Who said Joe Scarborough was consumed with hatred of President Trump? Take it back! Because on today's Morning Joe, Scarborough showed remarkable restraint, saying Trump should only "maybe" be compared to the perpetrators of genocide and gas chambers.
Ed Luce of the Financial Times had mentioned that the UN had observed World Genocide Day earlier this week, and that the Secretary-General had issued a statement saying that "the Holocaust didn't begin in the gas chambers. It began years before with hate speech."
Luce gave the standard liberal disclaimer, claiming he wasn't suggesting "for a moment" that America's heading toward genocide. Of course not! His mention of hate speech leading to genocide and gas chambers was entirely random, utterly unrelated to his immediate segue to "the dehumanizing language that the President has used."
But Scarborough wasn't so sure that the Trump/genocide/gas chambers connection shouldn't be made. Responding to Luce, Scarborough said:
"Maybe we don't want to compare it to Nazi Germany in 1933."
But then again: maybe we do!
Scarborough went on to suggest that if we don't want to go full Trump=Hitler, it would be fine to compare Trump to the authoritarian regimes of Vladimir Putin and Hungary's Viktor Orbán. Let's remember that Putin has been credibly connected to the deaths of political opponents, and journalists critical of him.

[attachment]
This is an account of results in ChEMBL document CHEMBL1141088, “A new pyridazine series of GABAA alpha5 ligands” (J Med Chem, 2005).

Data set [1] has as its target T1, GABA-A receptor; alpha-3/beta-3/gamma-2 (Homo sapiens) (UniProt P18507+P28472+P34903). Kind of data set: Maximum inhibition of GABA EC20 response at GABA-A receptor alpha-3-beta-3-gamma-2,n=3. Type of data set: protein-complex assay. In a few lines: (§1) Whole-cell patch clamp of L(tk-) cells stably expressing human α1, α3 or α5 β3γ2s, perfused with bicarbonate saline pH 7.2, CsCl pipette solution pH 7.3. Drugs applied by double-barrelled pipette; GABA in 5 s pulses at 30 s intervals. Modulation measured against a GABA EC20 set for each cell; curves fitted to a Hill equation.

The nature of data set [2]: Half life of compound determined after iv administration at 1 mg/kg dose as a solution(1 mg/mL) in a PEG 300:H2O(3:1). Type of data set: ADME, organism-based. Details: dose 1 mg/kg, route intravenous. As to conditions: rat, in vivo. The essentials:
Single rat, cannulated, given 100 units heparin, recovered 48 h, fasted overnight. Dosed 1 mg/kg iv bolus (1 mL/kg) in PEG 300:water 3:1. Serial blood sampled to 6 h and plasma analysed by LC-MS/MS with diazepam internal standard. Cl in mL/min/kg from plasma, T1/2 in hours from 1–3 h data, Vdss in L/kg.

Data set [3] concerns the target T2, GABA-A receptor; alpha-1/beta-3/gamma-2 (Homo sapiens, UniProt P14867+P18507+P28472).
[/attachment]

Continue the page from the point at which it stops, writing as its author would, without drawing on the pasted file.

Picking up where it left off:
Trump-Nazi analogies have of course become the dependable go-to slur for the liberal media. But it was particularly grotesque to witness Luce and Scarborough indulge it with explicit reference to "genocide" and "gas chambers." Can the MSM sink any lower? Tune in tomorrow!
Here's the transcript.
6:17 am ET
ED LUCE: It should be sort of mentioned that Monday was UN Genocide Day, World Genocide Day, and the UN Secretary-General issued a statement saying that "the Holocaust didn’t begin in the gas chambers. It began years before with hate speech."
Now, I’m not suggesting for a moment America’s going to end up with genocide, but the dehumanizing language that the President has used, initially it was mostly about Muslims and illegal immigrants and the media, is now spreading into political opponents, people who work for the federal government including in the FBI, and really anybody who gets in his way.
And words are not just words. They soften people up. They make the climate more permissive. And as I say, they dehumanize the people whom the words are targeted at.
. . .
JOE SCARBOROUGH: Yeah, maybe we don’t want to compare it to Nazi Germany in 1933. But maybe we do compare it to Russia, to Vladimir Putin’s regime now, to Orban’s regime in Hungary now, to other autocratic regimes who use language in a way to savage their opponents, to dehumanize their opponents.